Prior predictive checks for rstanarm models?

Hi, Is it possible to (easily) visualize prior predictive checks when restricting myself to (the comfy confines of) the rstanarm and bayesplot toolboxes? I see questions and answers for brms users, but can I do the same or similar with/for rstanarm models and tools?

Sharing in case this helps someone going down a similar path.

[1709.01449] Visualization in Bayesian workflow ( is linked from many places in the documentation for rstanarm, loo, and bayesplot packages and includes many examples of use of various (pre-built) tools to learn about and understand data (both simulated and empirical), prior predictive checks, parameter estimates, diagnostic tools, etc through visualization.

The rstanarm package (is great because it) allows the user to leverage look-alike and easy-to-use modelling tools from non-Bayesian workflows such as base R’s lm(), and lmer() from the lme4 package et al. I have not found an easy way to simulate data from the prior choices/specification though.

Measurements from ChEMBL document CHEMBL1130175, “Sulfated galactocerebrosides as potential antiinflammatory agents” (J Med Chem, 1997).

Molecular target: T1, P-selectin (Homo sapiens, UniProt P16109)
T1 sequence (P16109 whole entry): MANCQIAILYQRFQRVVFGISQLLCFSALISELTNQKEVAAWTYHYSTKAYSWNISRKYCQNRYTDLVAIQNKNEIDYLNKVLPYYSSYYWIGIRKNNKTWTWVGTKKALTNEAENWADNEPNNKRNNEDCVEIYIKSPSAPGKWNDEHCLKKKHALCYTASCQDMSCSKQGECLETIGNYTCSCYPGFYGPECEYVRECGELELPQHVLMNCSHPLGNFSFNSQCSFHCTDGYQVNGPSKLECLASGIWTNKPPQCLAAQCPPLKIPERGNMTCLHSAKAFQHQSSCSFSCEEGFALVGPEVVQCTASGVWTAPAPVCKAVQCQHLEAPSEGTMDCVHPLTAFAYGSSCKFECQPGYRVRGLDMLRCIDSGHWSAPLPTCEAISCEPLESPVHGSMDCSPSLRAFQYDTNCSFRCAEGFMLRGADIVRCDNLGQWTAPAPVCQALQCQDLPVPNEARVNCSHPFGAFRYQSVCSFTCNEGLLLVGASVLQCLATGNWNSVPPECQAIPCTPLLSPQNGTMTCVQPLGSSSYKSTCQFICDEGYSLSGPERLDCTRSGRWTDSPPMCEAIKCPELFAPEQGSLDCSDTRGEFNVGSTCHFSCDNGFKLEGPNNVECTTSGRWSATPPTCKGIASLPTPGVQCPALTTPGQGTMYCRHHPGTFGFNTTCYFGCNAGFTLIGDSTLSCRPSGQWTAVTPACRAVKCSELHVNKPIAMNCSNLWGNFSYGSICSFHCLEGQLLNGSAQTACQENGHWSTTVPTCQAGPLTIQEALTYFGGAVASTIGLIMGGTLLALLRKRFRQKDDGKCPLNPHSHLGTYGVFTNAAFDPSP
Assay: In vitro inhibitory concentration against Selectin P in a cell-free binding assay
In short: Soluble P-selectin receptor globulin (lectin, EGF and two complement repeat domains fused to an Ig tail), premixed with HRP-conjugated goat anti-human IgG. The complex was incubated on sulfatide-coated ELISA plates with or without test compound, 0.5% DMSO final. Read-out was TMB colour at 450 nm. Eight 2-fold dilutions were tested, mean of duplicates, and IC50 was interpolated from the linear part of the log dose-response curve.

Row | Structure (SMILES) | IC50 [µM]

As I have been transitioning into Bayesian workflows, I have been wanting to (be like the cool Bayesian kids who) use more principled workflows – including prior predictive checks – and was looking for a similar tool/function/methodology to leverage the (admittedly often trivial) investment in the model and prior specification as one does with rstanarm and friends to visualize prior predictive checks.

I have been (slowly) working my way through Regression and Other Stories ( (which is excellent) and growing accustomed to generating and leveraging fake_data (which requires one to state beliefs in the form of a data-generating equation, etc.). I am currently rolling-my-own prior predictive checks, but remain hopeful better tools are available than whatever I come up with. :)

Taking my lumps! I now believe the answer to my original post is: One must set an argument in the call to stan_glm() (or other rstanarm functions) to specify to draw from the prior predictive distribution only, namely: prior_PD = TRUE.

I was looking for an argument in pp_check(). Oops.

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